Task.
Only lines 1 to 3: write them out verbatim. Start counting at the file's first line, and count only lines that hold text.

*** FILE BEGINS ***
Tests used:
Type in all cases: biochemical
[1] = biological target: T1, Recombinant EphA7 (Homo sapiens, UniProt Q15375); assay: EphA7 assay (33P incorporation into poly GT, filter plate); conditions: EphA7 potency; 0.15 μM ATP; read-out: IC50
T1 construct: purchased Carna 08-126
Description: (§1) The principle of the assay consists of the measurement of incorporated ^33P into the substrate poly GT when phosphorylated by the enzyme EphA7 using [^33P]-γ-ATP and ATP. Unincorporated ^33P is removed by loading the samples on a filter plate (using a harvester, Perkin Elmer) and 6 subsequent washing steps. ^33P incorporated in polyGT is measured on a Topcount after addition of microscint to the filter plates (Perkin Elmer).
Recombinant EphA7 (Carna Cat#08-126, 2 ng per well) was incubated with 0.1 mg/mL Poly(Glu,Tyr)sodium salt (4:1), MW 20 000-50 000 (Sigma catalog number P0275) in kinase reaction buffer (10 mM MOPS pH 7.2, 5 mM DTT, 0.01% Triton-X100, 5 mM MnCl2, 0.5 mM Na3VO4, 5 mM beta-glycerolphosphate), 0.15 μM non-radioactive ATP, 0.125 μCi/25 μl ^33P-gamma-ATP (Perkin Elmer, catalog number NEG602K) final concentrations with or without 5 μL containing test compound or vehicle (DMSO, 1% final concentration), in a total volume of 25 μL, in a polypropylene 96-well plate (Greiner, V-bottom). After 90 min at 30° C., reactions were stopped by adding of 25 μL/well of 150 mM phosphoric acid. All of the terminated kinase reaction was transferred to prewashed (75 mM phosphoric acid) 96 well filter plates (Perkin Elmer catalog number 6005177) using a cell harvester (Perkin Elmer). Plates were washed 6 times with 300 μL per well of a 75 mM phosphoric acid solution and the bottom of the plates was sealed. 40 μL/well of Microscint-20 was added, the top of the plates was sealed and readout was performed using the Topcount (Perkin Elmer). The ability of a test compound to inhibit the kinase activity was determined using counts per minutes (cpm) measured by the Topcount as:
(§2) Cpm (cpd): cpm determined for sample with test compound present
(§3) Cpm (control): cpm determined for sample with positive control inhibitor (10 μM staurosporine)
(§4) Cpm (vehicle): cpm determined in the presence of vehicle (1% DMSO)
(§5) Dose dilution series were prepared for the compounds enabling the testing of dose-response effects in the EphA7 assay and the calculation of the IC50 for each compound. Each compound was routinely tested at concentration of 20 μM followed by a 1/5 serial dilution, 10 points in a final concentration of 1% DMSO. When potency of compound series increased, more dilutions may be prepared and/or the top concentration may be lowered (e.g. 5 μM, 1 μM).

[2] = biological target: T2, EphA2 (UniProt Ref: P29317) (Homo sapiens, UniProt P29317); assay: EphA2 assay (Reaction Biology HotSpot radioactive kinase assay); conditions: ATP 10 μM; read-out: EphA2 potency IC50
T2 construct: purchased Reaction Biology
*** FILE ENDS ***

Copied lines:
Tests used:
Type in all cases: biochemical
[1] = biological target: T1, Recombinant EphA7 (Homo sapiens, UniProt Q15375); assay: EphA7 assay (33P incorporation into poly GT, filter plate); conditions: EphA7 potency; 0.15 μM ATP; read-out: IC50